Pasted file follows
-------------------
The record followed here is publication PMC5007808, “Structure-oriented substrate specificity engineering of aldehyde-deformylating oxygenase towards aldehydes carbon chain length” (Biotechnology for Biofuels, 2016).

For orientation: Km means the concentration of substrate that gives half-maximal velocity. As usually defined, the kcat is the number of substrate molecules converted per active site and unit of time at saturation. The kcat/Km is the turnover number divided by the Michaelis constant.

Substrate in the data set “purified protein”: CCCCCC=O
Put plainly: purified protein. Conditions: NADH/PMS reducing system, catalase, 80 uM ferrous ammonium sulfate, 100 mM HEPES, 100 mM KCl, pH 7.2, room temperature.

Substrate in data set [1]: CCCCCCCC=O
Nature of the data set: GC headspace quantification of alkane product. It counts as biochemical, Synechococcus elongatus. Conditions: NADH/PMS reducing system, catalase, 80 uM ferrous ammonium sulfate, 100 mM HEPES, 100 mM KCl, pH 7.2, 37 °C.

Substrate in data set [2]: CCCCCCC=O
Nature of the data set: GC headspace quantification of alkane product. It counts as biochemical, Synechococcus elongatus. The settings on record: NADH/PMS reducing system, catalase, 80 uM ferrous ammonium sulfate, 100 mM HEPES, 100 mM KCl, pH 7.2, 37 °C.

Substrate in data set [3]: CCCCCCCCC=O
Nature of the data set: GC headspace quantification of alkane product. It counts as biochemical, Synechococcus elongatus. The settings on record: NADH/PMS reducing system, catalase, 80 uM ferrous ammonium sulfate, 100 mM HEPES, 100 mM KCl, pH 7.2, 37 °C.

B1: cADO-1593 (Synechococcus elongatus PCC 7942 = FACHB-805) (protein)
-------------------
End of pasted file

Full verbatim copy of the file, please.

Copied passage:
The record followed here is publication PMC5007808, “Structure-oriented substrate specificity engineering of aldehyde-deformylating oxygenase towards aldehydes carbon chain length” (Biotechnology for Biofuels, 2016).

For orientation: Km means the concentration of substrate that gives half-maximal velocity. As usually defined, the kcat is the number of substrate molecules converted per active site and unit of time at saturation. The kcat/Km is the turnover number divided by the Michaelis constant.

Substrate in the data set “purified protein”: CCCCCC=O
Put plainly: purified protein. Conditions: NADH/PMS reducing system, catalase, 80 uM ferrous ammonium sulfate, 100 mM HEPES, 100 mM KCl, pH 7.2, room temperature.

Substrate in data set [1]: CCCCCCCC=O
Nature of the data set: GC headspace quantification of alkane product. It counts as biochemical, Synechococcus elongatus. Conditions: NADH/PMS reducing system, catalase, 80 uM ferrous ammonium sulfate, 100 mM HEPES, 100 mM KCl, pH 7.2, 37 °C.

Substrate in data set [2]: CCCCCCC=O
Nature of the data set: GC headspace quantification of alkane product. It counts as biochemical, Synechococcus elongatus. The settings on record: NADH/PMS reducing system, catalase, 80 uM ferrous ammonium sulfate, 100 mM HEPES, 100 mM KCl, pH 7.2, 37 °C.

Substrate in data set [3]: CCCCCCCCC=O
Nature of the data set: GC headspace quantification of alkane product. It counts as biochemical, Synechococcus elongatus. The settings on record: NADH/PMS reducing system, catalase, 80 uM ferrous ammonium sulfate, 100 mM HEPES, 100 mM KCl, pH 7.2, 37 °C.

B1: cADO-1593 (Synechococcus elongatus PCC 7942 = FACHB-805) (protein)